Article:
Is the oil supply safe

Is the Western Oil Stock a Buy?

The last two years haven't been perfect for me Occidental Petroleum (NYSE: OXY). Part of it has to do with the larger energy market, but a good part also has to do with company-specific decisions. When you view Occidental as a way to invest in the energy recovery industry today, there are a few things to consider before you step on board.

1. Aggressive acquisition

The problems Occidental faced in 2020 were exacerbated by the decision management made in 2019. But there's a bit of history here. Giant of the energy industry Chevron (NYSE: CVX) agreed to buy Anadarko Petroleum for $ 50 billion. including the debt she would take on from Anadarko. Wall Street valued the deal as it fit well with Chevron's business and the company's reach in America's land ace and in the Gulf of Mexico, among others. Chevron could easily handle the size of the business. Only Occidental, a much smaller oil company, made the decision to place a higher bid on Anadarko.

Image source: Pictures.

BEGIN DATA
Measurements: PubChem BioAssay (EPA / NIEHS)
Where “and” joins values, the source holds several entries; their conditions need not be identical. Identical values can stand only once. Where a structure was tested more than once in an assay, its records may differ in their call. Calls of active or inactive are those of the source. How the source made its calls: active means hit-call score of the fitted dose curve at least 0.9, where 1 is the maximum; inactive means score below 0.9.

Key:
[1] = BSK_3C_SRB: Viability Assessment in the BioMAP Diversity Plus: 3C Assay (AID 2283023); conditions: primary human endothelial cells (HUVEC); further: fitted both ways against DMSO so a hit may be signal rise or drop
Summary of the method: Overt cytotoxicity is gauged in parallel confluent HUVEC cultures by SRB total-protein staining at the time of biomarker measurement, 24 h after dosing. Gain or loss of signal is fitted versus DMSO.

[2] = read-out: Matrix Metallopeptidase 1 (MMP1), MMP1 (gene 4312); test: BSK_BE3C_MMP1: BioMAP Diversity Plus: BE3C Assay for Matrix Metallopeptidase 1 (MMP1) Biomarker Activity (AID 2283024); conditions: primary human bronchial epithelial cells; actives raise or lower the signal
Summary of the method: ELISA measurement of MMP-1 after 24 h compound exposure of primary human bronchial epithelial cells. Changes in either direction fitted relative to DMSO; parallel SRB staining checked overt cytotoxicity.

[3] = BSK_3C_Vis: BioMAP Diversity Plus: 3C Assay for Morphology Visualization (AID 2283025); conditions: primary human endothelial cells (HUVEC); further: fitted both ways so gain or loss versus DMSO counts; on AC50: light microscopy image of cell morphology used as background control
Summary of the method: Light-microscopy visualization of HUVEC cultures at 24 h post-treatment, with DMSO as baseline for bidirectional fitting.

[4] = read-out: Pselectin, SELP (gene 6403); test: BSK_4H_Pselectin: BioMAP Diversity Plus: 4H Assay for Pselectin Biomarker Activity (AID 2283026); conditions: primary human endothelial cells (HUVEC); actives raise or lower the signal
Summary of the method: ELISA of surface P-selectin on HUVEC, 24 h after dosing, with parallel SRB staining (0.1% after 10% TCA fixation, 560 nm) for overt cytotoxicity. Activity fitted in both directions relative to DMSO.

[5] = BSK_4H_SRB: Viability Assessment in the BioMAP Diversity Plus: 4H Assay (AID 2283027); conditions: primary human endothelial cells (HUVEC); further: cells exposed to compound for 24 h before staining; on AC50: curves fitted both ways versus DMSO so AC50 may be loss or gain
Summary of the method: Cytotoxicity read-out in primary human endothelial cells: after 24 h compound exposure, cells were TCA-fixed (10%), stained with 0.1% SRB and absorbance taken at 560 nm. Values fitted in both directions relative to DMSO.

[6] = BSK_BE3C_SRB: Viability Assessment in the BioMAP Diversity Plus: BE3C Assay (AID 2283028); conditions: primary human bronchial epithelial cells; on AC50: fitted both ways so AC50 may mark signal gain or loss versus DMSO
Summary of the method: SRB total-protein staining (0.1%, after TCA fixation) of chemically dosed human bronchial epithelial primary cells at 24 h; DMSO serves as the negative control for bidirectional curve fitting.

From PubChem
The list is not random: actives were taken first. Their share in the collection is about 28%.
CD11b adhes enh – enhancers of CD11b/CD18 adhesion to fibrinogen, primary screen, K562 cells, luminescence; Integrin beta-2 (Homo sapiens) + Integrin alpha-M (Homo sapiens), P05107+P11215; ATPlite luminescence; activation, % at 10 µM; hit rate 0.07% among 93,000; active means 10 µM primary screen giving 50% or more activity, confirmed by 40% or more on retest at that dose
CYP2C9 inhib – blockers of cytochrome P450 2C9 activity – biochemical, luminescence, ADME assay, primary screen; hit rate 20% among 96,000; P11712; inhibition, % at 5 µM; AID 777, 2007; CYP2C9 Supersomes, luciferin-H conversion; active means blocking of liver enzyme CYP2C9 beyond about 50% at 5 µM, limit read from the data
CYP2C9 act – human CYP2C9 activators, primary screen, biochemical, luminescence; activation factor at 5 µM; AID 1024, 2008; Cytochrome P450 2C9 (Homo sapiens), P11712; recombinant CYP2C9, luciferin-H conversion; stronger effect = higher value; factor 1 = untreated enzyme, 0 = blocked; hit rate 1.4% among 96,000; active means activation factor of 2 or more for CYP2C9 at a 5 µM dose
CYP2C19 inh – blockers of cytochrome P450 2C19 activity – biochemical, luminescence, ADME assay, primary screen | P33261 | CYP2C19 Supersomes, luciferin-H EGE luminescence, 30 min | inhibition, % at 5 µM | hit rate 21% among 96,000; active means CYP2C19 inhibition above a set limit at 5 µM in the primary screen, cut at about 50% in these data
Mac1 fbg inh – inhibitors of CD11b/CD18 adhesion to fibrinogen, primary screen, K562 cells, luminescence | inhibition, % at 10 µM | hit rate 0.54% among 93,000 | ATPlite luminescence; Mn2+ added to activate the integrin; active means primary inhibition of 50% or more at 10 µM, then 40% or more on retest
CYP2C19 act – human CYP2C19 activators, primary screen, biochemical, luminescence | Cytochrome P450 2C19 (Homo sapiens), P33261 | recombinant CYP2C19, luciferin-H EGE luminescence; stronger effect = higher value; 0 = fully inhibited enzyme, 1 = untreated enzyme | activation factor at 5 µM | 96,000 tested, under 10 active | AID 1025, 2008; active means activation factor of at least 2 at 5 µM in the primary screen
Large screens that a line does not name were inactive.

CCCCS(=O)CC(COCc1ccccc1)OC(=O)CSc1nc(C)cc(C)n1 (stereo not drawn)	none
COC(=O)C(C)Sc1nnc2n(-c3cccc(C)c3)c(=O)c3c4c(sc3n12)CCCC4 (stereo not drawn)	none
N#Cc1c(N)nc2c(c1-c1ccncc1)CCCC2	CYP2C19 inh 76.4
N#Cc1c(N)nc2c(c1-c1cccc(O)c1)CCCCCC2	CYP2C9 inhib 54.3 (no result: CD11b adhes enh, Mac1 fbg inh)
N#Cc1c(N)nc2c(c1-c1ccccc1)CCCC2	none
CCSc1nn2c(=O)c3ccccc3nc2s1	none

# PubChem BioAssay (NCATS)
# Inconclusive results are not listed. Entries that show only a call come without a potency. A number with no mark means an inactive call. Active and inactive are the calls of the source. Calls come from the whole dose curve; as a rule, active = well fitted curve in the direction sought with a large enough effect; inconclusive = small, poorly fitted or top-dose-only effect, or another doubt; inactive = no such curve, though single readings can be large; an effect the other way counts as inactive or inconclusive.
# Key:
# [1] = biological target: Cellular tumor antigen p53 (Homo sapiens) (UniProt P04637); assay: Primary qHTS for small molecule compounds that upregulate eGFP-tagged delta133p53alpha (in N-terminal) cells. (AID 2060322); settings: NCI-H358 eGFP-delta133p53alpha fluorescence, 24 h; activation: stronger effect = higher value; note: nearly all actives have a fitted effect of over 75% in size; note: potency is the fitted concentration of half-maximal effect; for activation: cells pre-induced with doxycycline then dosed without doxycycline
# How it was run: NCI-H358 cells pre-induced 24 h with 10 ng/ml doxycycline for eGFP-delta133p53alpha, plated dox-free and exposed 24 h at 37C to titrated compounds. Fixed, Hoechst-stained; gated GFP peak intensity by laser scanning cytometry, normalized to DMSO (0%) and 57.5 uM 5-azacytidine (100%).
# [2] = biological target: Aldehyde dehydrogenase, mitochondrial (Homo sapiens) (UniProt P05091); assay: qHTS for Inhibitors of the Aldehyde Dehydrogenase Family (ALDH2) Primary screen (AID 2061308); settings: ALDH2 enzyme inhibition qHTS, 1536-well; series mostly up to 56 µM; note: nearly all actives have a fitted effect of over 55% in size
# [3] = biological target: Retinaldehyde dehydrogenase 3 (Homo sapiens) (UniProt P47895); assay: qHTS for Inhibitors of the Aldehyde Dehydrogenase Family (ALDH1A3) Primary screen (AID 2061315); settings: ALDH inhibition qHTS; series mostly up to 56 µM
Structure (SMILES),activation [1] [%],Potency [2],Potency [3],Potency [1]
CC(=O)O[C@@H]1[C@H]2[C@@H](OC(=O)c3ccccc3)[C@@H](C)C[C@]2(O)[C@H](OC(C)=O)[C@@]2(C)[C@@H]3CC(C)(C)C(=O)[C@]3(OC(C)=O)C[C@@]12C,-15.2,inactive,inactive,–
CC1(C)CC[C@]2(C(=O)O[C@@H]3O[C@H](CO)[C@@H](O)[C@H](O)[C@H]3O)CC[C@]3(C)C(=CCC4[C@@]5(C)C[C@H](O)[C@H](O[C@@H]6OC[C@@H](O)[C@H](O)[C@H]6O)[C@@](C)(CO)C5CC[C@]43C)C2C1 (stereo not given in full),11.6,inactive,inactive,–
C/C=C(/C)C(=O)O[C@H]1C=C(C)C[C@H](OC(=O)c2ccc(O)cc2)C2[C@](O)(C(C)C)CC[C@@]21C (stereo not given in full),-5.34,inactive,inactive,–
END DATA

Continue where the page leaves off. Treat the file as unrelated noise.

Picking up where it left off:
In the end, Occidental won with "useful" funds from Berkshire Hathaway. However, the roughly $ 57 billion tagged with that tag contained a lot of evidence that the company was

overpaid and possibly bitten more than it could chew. Meanwhile, the finance deal with Berkshire has been described by investment legend Carl Icahn as "taking candy from a baby," implying that the energy company was paying a heavy price for the money it needed to make. Anadarko. And that was it before the coronavirus pandemic. 2. And then it got worse

So Occidental 2020 started out with heavy debt and a large oil company to integrate into its own operations. It was going to be a difficult year no matter what. But then things got really ugly when economic shutdowns were put in place to slow the spread of the coronavirus, which revitalized the oil market. The main US benchmark, West Texas Intermediate, fell below zero early on

which meant that oil companies were effectively paying customers to take their oil.